Counterpublic opens Saturday, April 13, with tours, talks and performances from 1 to 6 p.m. at the Luminary (2701 Cherokee Street; An opening-night party takes place from 8 to 11 p.m., with complimentary food from neighborhood restaurants, artist-designed galletas by Rodolfo Marron III and Diana's Bakery and live video and DJ performances. New installations, processions, performances and public programs will continue through July 13. The full schedule is available at 314-773-1533

Contemporary Art Museum St. Louis' Summer Exhibitions

Thursdays, Fridays, 10 a.m.-8 p.m. and Wednesdays, Saturdays, Sundays, 10 a.m.-5 p.m. Continues through Aug. 18

The Contemporary Art Museum St. Louis' summer exhibitions open at 7 p.m. Friday, May 17, and there are some heavy hitters involved. Lawrence Abu Hamdan is a finalist for this year's Turner Prize for his exhibition Earwitness Theatre (which CAM co-commissioned with several other institutions), which incorporates the artist's audio analysis of Saydnaya prison in Syria, site of numerous humanitarian abuses, a soundbooth and groups of objects Abu Hamdan uses as mnemonic devices to facilitate reenactments of crimes. Photographer Paul Mgapi Sepuya receives his first major museum survey thanks to CAM. Sepuya's images jumble and reorder the human body, while also revealing the mechanics of photography. Cameras are often a central figure in his work, while tripods, backdrops and lighting show up in his collages. Avoiding digital manipulation, Sepuya's work is about the importance of touch and contact, both between his subjects and his materials. Both shows remain on display at CAM (3750 Washington Boulevard; through August 18, and admission is free. 314-535-4660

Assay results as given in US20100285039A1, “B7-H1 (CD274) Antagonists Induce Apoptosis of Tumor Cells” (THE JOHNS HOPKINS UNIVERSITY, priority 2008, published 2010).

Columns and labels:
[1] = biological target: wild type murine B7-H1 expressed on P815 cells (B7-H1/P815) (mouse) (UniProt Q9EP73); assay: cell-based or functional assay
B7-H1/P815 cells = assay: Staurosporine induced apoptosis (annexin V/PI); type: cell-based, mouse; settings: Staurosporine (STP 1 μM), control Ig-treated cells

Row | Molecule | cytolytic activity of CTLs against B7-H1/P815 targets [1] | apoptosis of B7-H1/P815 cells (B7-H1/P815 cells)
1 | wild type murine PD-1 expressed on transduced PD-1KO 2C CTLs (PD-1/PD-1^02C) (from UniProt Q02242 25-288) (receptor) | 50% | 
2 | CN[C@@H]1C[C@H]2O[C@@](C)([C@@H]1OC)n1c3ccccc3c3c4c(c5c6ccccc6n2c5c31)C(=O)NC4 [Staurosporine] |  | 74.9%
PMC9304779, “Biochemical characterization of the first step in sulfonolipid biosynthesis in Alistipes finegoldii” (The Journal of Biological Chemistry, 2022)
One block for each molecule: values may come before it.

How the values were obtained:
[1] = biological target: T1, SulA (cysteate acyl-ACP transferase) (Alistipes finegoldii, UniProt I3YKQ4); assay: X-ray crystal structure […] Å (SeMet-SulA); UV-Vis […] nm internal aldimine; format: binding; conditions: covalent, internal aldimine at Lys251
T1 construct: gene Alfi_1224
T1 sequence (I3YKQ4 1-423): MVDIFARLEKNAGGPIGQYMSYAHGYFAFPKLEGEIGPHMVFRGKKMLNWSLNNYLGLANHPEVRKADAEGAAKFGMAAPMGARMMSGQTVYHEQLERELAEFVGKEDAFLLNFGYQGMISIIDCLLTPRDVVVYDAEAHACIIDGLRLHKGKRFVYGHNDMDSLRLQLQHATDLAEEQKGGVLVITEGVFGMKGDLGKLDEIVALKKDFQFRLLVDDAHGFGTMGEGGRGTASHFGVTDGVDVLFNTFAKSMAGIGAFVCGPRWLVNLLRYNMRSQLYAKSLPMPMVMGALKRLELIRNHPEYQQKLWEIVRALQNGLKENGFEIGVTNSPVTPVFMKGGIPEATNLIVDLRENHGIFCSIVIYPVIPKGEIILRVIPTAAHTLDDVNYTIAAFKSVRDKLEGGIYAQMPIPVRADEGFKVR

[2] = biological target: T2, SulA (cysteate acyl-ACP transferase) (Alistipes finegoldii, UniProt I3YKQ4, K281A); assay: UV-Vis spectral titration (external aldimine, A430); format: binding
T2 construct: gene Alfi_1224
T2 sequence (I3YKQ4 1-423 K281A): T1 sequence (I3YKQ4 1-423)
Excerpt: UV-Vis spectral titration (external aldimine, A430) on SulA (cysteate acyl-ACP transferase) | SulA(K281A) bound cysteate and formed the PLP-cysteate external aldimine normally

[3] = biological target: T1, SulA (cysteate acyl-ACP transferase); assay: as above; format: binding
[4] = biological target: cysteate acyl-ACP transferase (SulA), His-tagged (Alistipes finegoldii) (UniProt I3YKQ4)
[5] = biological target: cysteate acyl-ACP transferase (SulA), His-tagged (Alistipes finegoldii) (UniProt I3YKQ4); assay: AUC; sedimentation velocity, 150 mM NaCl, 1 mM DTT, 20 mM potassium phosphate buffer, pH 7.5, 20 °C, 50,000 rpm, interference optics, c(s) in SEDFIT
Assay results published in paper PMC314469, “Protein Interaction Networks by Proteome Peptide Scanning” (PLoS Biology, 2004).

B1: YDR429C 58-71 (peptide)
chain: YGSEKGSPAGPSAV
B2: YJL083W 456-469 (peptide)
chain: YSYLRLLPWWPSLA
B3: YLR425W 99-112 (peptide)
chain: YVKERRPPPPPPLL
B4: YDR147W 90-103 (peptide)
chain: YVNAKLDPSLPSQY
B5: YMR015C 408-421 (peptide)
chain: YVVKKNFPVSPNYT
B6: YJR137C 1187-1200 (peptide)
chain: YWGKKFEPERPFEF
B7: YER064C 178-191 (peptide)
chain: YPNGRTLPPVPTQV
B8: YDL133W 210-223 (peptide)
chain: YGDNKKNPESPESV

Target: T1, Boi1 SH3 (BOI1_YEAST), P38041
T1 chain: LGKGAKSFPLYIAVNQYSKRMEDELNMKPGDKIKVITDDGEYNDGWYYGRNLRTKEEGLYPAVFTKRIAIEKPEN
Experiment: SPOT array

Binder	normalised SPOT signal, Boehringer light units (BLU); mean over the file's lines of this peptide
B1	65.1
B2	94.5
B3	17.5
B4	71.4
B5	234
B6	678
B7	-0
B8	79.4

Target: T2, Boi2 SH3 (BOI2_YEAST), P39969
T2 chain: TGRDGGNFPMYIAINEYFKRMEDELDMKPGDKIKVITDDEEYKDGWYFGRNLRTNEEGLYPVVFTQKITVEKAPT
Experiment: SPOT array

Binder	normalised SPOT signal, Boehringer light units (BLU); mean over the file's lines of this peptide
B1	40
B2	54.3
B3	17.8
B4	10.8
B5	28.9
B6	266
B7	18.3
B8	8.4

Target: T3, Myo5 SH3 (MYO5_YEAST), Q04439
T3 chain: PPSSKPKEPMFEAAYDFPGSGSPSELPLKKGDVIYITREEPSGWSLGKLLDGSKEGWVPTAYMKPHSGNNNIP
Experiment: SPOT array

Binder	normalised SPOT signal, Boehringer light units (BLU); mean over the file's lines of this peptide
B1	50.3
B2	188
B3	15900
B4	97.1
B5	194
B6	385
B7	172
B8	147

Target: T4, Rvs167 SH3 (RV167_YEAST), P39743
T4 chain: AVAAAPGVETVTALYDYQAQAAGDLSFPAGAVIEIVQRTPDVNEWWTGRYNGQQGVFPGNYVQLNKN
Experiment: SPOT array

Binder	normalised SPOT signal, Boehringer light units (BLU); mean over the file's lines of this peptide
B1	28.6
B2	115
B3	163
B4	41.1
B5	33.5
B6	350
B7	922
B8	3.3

The Coronation of Poppea